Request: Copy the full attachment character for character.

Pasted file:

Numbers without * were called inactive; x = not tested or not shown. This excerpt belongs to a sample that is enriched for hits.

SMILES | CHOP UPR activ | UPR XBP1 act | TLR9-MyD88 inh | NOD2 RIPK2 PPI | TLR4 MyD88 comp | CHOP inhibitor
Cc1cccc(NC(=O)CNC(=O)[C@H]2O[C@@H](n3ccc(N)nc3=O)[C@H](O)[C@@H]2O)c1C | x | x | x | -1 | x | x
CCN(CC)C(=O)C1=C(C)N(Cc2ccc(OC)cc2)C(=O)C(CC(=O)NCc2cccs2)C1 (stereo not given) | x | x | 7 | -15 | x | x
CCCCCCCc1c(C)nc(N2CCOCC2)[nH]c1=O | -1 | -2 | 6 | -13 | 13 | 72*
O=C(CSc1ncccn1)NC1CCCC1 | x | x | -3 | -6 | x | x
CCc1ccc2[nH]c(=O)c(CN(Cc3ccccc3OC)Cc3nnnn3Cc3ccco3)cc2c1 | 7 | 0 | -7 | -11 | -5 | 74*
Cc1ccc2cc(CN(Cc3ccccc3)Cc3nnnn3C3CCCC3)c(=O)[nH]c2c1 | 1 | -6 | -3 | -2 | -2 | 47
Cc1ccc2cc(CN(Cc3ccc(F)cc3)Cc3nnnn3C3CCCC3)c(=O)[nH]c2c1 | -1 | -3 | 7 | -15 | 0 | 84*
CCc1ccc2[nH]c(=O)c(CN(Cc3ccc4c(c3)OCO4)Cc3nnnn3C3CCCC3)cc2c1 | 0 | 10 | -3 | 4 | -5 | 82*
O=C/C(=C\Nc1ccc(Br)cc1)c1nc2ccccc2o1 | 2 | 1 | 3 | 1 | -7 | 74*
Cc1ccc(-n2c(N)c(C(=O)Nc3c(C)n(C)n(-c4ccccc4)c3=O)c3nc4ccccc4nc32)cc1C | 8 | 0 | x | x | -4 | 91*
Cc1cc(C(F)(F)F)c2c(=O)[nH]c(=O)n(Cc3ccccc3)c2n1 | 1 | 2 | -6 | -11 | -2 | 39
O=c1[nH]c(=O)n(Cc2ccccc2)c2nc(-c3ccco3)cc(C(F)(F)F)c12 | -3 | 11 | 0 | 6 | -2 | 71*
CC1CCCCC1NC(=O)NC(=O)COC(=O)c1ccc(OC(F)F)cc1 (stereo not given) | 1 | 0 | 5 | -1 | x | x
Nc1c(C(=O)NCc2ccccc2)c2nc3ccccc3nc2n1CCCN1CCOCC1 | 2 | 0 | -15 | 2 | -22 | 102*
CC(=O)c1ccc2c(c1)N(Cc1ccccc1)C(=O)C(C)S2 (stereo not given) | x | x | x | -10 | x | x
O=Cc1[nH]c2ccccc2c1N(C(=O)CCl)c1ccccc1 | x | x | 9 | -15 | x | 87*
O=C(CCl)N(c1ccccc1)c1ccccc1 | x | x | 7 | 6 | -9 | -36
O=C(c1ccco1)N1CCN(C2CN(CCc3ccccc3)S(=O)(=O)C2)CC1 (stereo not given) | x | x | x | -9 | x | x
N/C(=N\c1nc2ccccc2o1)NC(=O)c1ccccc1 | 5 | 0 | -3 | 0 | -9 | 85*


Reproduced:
Numbers without * were called inactive; x = not tested or not shown. This excerpt belongs to a sample that is enriched for hits.

SMILES | CHOP UPR activ | UPR XBP1 act | TLR9-MyD88 inh | NOD2 RIPK2 PPI | TLR4 MyD88 comp | CHOP inhibitor
Cc1cccc(NC(=O)CNC(=O)[C@H]2O[C@@H](n3ccc(N)nc3=O)[C@H](O)[C@@H]2O)c1C | x | x | x | -1 | x | x
CCN(CC)C(=O)C1=C(C)N(Cc2ccc(OC)cc2)C(=O)C(CC(=O)NCc2cccs2)C1 (stereo not given) | x | x | 7 | -15 | x | x
CCCCCCCc1c(C)nc(N2CCOCC2)[nH]c1=O | -1 | -2 | 6 | -13 | 13 | 72*
O=C(CSc1ncccn1)NC1CCCC1 | x | x | -3 | -6 | x | x
CCc1ccc2[nH]c(=O)c(CN(Cc3ccccc3OC)Cc3nnnn3Cc3ccco3)cc2c1 | 7 | 0 | -7 | -11 | -5 | 74*
Cc1ccc2cc(CN(Cc3ccccc3)Cc3nnnn3C3CCCC3)c(=O)[nH]c2c1 | 1 | -6 | -3 | -2 | -2 | 47
Cc1ccc2cc(CN(Cc3ccc(F)cc3)Cc3nnnn3C3CCCC3)c(=O)[nH]c2c1 | -1 | -3 | 7 | -15 | 0 | 84*
CCc1ccc2[nH]c(=O)c(CN(Cc3ccc4c(c3)OCO4)Cc3nnnn3C3CCCC3)cc2c1 | 0 | 10 | -3 | 4 | -5 | 82*
O=C/C(=C\Nc1ccc(Br)cc1)c1nc2ccccc2o1 | 2 | 1 | 3 | 1 | -7 | 74*
Cc1ccc(-n2c(N)c(C(=O)Nc3c(C)n(C)n(-c4ccccc4)c3=O)c3nc4ccccc4nc32)cc1C | 8 | 0 | x | x | -4 | 91*
Cc1cc(C(F)(F)F)c2c(=O)[nH]c(=O)n(Cc3ccccc3)c2n1 | 1 | 2 | -6 | -11 | -2 | 39
O=c1[nH]c(=O)n(Cc2ccccc2)c2nc(-c3ccco3)cc(C(F)(F)F)c12 | -3 | 11 | 0 | 6 | -2 | 71*
CC1CCCCC1NC(=O)NC(=O)COC(=O)c1ccc(OC(F)F)cc1 (stereo not given) | 1 | 0 | 5 | -1 | x | x
Nc1c(C(=O)NCc2ccccc2)c2nc3ccccc3nc2n1CCCN1CCOCC1 | 2 | 0 | -15 | 2 | -22 | 102*
CC(=O)c1ccc2c(c1)N(Cc1ccccc1)C(=O)C(C)S2 (stereo not given) | x | x | x | -10 | x | x
O=Cc1[nH]c2ccccc2c1N(C(=O)CCl)c1ccccc1 | x | x | 9 | -15 | x | 87*
O=C(CCl)N(c1ccccc1)c1ccccc1 | x | x | 7 | 6 | -9 | -36
O=C(c1ccco1)N1CCN(C2CN(CCc3ccccc3)S(=O)(=O)C2)CC1 (stereo not given) | x | x | x | -9 | x | x
N/C(=N\c1nc2ccccc2o1)NC(=O)c1ccccc1 | 5 | 0 | -3 | 0 | -9 | 85*